Tuesday, August 08, 2006

Hero or Heroine Centered Stories

Reading about someone else's rejection (misery does love company) made me think about my stories. She'd posted about feedback via her agent (I knew they were good for some things) that her story had been passed on by MIRA because it was too hero-centric.

Harlequin's Blaze is one of the few lines that allow a major part of the story to be told from the hero's POV (point of view). Their liberal allowance of hero page space was a factor in me choosing to target that particular line. Even the excerpt I posted here is from the hero's perspective. Now I'm wondering if that was one of the reasons for my rejection. I may have exceeding the acceptable amount of hero time. Not knowing makes me uneasy. I reach out - straining to understand the flaws I'm blind to.

The hardest thing about learning anything is you don't know what you're missing. I know I followed the submission guideline. I know I've read the line. I know there were no obvious spelling or grammar errors. I know the manuscript was properly formatted. Too sexy, maybe but seems like an easy fix if they liked the rest of the story. Too similar to something they just bought, possible. If so I'd expect a no thanks - but we liked your voice - or a well written comment.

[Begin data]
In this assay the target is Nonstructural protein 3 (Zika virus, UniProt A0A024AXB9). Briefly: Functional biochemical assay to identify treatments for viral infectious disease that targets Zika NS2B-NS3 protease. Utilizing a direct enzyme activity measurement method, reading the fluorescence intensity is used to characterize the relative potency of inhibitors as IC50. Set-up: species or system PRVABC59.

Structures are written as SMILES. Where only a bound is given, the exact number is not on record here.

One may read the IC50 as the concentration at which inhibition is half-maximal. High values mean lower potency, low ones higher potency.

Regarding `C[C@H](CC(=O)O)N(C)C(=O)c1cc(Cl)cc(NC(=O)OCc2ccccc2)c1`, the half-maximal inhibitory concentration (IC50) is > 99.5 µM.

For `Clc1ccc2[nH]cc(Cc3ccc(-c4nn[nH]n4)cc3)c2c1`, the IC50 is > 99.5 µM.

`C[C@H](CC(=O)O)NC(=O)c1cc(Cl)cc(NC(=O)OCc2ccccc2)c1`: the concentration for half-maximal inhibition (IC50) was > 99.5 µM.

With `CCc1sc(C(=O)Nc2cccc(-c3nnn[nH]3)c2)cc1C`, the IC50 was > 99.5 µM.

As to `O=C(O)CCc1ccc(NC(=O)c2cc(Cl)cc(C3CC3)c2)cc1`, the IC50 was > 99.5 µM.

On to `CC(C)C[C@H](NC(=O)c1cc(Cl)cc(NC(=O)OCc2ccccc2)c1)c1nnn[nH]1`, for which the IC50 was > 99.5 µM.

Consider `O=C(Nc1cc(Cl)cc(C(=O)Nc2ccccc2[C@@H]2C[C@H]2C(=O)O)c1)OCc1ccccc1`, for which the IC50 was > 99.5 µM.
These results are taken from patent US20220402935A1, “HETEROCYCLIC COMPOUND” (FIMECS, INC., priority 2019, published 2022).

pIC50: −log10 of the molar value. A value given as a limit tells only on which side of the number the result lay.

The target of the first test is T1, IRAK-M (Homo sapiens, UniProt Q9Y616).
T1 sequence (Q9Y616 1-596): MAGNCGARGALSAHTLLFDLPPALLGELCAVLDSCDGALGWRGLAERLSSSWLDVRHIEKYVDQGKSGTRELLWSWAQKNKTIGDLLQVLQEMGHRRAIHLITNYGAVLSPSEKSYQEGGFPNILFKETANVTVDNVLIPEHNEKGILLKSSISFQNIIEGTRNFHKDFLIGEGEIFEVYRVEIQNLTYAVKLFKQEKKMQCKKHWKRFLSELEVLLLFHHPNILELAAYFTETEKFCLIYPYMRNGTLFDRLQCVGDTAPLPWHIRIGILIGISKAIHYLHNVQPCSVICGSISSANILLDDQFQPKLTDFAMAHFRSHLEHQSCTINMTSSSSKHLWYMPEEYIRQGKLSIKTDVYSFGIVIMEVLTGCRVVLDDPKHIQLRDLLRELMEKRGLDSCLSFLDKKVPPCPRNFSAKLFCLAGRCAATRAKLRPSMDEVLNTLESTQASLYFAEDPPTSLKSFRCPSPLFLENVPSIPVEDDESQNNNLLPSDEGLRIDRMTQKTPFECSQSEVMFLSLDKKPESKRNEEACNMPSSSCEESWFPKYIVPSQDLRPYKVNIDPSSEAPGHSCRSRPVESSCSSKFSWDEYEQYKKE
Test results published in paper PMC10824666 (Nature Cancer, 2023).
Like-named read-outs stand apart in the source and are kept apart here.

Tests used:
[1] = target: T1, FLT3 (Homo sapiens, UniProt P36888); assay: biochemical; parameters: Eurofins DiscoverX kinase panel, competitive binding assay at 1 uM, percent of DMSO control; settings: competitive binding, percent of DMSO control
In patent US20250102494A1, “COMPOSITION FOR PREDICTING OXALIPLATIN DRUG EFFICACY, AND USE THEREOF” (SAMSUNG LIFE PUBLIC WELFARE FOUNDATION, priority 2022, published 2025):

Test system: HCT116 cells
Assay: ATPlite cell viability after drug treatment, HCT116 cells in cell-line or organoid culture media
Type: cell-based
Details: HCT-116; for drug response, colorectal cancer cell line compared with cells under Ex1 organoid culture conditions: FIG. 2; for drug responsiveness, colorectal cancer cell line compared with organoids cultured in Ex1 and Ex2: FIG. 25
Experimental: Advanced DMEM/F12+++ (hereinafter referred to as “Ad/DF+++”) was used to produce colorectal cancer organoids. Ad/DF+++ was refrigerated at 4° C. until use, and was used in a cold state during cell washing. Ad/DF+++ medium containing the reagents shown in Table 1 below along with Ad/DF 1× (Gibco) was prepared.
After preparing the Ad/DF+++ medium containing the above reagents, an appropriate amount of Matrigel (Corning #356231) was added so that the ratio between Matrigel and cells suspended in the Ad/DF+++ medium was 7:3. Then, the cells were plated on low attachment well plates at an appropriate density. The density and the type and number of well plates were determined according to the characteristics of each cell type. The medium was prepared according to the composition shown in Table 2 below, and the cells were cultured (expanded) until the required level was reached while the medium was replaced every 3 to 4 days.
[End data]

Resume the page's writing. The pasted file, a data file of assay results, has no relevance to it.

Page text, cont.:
There's the nub of the matter - they didn't like it. At least one person didn't like it- didn't believe it was marketable for them. I can accept that. There are plenty of authors I don't care for and they come in all shades of competence and success. The reader-writer connection is totally subjective.


Anonymous Anonymous said...

I reach out - straining to understand the flaws I'm blind to.
I love this line. Very writer. :)

6:09 PM  
Blogger Evanne said...


8:06 PM  

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